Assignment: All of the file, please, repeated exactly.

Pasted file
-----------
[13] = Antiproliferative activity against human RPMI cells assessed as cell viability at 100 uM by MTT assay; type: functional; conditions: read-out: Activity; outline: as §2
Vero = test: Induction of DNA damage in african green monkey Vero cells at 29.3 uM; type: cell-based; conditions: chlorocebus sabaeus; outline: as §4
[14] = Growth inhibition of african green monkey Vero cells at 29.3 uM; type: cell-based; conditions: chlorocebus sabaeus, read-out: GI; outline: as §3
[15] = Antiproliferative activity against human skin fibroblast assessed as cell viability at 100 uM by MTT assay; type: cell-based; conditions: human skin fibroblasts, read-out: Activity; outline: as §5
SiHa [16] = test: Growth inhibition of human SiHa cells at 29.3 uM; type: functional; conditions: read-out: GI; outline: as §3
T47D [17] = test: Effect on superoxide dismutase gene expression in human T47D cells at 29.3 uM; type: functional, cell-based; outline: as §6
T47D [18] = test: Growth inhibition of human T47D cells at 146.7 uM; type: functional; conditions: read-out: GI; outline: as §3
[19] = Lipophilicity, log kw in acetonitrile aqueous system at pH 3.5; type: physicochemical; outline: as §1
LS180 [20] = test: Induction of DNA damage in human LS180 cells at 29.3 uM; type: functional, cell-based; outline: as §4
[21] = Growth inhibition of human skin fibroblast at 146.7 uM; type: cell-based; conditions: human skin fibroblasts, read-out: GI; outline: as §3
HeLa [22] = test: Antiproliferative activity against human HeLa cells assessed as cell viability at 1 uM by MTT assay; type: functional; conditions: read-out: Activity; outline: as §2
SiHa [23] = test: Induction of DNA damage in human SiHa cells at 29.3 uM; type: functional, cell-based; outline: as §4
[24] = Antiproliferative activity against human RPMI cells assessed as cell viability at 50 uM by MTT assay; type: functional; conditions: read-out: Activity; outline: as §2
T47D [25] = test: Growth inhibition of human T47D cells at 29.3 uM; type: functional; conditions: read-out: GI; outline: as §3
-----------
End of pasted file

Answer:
[13] = Antiproliferative activity against human RPMI cells assessed as cell viability at 100 uM by MTT assay; type: functional; conditions: read-out: Activity; outline: as §2
Vero = test: Induction of DNA damage in african green monkey Vero cells at 29.3 uM; type: cell-based; conditions: chlorocebus sabaeus; outline: as §4
[14] = Growth inhibition of african green monkey Vero cells at 29.3 uM; type: cell-based; conditions: chlorocebus sabaeus, read-out: GI; outline: as §3
[15] = Antiproliferative activity against human skin fibroblast assessed as cell viability at 100 uM by MTT assay; type: cell-based; conditions: human skin fibroblasts, read-out: Activity; outline: as §5
SiHa [16] = test: Growth inhibition of human SiHa cells at 29.3 uM; type: functional; conditions: read-out: GI; outline: as §3
T47D [17] = test: Effect on superoxide dismutase gene expression in human T47D cells at 29.3 uM; type: functional, cell-based; outline: as §6
T47D [18] = test: Growth inhibition of human T47D cells at 146.7 uM; type: functional; conditions: read-out: GI; outline: as §3
[19] = Lipophilicity, log kw in acetonitrile aqueous system at pH 3.5; type: physicochemical; outline: as §1
LS180 [20] = test: Induction of DNA damage in human LS180 cells at 29.3 uM; type: functional, cell-based; outline: as §4
[21] = Growth inhibition of human skin fibroblast at 146.7 uM; type: cell-based; conditions: human skin fibroblasts, read-out: GI; outline: as §3
HeLa [22] = test: Antiproliferative activity against human HeLa cells assessed as cell viability at 1 uM by MTT assay; type: functional; conditions: read-out: Activity; outline: as §2
SiHa [23] = test: Induction of DNA damage in human SiHa cells at 29.3 uM; type: functional, cell-based; outline: as §4
[24] = Antiproliferative activity against human RPMI cells assessed as cell viability at 50 uM by MTT assay; type: functional; conditions: read-out: Activity; outline: as §2
T47D [25] = test: Growth inhibition of human T47D cells at 29.3 uM; type: functional; conditions: read-out: GI; outline: as §3